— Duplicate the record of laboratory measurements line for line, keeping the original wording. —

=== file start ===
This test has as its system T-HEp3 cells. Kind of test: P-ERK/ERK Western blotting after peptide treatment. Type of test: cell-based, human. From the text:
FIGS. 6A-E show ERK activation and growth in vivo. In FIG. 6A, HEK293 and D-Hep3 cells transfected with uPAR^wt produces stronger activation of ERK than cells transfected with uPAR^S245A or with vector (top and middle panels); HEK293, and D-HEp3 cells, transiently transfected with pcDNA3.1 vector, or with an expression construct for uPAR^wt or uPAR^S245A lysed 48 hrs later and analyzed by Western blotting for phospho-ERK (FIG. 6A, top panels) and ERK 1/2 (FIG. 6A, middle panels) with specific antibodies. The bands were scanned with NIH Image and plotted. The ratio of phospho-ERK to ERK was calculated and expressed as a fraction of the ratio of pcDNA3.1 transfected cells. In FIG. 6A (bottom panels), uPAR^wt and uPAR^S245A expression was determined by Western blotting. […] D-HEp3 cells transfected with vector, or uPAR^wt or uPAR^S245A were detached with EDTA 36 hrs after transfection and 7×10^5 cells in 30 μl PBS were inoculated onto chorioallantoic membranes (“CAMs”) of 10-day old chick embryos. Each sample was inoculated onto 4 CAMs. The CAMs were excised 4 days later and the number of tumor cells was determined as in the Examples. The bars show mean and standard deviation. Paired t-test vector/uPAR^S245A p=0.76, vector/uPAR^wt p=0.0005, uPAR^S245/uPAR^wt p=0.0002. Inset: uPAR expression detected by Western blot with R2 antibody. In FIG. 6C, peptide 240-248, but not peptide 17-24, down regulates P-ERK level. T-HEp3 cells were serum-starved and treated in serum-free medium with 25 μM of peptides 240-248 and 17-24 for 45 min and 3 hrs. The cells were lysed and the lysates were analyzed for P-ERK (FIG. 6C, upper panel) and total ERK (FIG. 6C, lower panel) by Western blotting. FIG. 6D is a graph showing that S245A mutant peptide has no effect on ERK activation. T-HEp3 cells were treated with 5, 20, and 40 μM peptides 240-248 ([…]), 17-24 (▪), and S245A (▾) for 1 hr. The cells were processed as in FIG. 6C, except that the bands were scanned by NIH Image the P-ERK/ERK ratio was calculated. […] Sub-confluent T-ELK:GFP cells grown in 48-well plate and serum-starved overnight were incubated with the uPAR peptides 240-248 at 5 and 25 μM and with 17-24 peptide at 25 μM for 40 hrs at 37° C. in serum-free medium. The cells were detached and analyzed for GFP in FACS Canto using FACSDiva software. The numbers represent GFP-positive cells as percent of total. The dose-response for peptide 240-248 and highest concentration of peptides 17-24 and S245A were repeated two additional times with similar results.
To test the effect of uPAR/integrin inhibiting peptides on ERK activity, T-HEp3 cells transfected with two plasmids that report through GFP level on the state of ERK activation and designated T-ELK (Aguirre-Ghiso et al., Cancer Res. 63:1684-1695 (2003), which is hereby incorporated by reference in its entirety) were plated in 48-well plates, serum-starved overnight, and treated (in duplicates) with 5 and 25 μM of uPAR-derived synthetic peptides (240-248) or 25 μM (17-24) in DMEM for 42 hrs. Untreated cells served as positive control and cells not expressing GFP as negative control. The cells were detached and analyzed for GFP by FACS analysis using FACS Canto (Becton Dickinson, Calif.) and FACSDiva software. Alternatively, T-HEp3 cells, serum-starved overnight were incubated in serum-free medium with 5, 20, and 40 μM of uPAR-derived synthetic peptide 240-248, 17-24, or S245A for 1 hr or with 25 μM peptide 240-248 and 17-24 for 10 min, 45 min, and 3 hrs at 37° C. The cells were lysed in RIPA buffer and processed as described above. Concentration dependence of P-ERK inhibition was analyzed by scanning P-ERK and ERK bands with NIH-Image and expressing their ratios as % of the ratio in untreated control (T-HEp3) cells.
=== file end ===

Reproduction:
This test has as its system T-HEp3 cells. Kind of test: P-ERK/ERK Western blotting after peptide treatment. Type of test: cell-based, human. From the text:
FIGS. 6A-E show ERK activation and growth in vivo. In FIG. 6A, HEK293 and D-Hep3 cells transfected with uPAR^wt produces stronger activation of ERK than cells transfected with uPAR^S245A or with vector (top and middle panels); HEK293, and D-HEp3 cells, transiently transfected with pcDNA3.1 vector, or with an expression construct for uPAR^wt or uPAR^S245A lysed 48 hrs later and analyzed by Western blotting for phospho-ERK (FIG. 6A, top panels) and ERK 1/2 (FIG. 6A, middle panels) with specific antibodies. The bands were scanned with NIH Image and plotted. The ratio of phospho-ERK to ERK was calculated and expressed as a fraction of the ratio of pcDNA3.1 transfected cells. In FIG. 6A (bottom panels), uPAR^wt and uPAR^S245A expression was determined by Western blotting. […] D-HEp3 cells transfected with vector, or uPAR^wt or uPAR^S245A were detached with EDTA 36 hrs after transfection and 7×10^5 cells in 30 μl PBS were inoculated onto chorioallantoic membranes (“CAMs”) of 10-day old chick embryos. Each sample was inoculated onto 4 CAMs. The CAMs were excised 4 days later and the number of tumor cells was determined as in the Examples. The bars show mean and standard deviation. Paired t-test vector/uPAR^S245A p=0.76, vector/uPAR^wt p=0.0005, uPAR^S245/uPAR^wt p=0.0002. Inset: uPAR expression detected by Western blot with R2 antibody. In FIG. 6C, peptide 240-248, but not peptide 17-24, down regulates P-ERK level. T-HEp3 cells were serum-starved and treated in serum-free medium with 25 μM of peptides 240-248 and 17-24 for 45 min and 3 hrs. The cells were lysed and the lysates were analyzed for P-ERK (FIG. 6C, upper panel) and total ERK (FIG. 6C, lower panel) by Western blotting. FIG. 6D is a graph showing that S245A mutant peptide has no effect on ERK activation. T-HEp3 cells were treated with 5, 20, and 40 μM peptides 240-248 ([…]), 17-24 (▪), and S245A (▾) for 1 hr. The cells were processed as in FIG. 6C, except that the bands were scanned by NIH Image the P-ERK/ERK ratio was calculated. […] Sub-confluent T-ELK:GFP cells grown in 48-well plate and serum-starved overnight were incubated with the uPAR peptides 240-248 at 5 and 25 μM and with 17-24 peptide at 25 μM for 40 hrs at 37° C. in serum-free medium. The cells were detached and analyzed for GFP in FACS Canto using FACSDiva software. The numbers represent GFP-positive cells as percent of total. The dose-response for peptide 240-248 and highest concentration of peptides 17-24 and S245A were repeated two additional times with similar results.
To test the effect of uPAR/integrin inhibiting peptides on ERK activity, T-HEp3 cells transfected with two plasmids that report through GFP level on the state of ERK activation and designated T-ELK (Aguirre-Ghiso et al., Cancer Res. 63:1684-1695 (2003), which is hereby incorporated by reference in its entirety) were plated in 48-well plates, serum-starved overnight, and treated (in duplicates) with 5 and 25 μM of uPAR-derived synthetic peptides (240-248) or 25 μM (17-24) in DMEM for 42 hrs. Untreated cells served as positive control and cells not expressing GFP as negative control. The cells were detached and analyzed for GFP by FACS analysis using FACS Canto (Becton Dickinson, Calif.) and FACSDiva software. Alternatively, T-HEp3 cells, serum-starved overnight were incubated in serum-free medium with 5, 20, and 40 μM of uPAR-derived synthetic peptide 240-248, 17-24, or S245A for 1 hr or with 25 μM peptide 240-248 and 17-24 for 10 min, 45 min, and 3 hrs at 37° C. The cells were lysed in RIPA buffer and processed as described above. Concentration dependence of P-ERK inhibition was analyzed by scanning P-ERK and ERK bands with NIH-Image and expressing their ratios as % of the ratio in untreated control (T-HEp3) cells.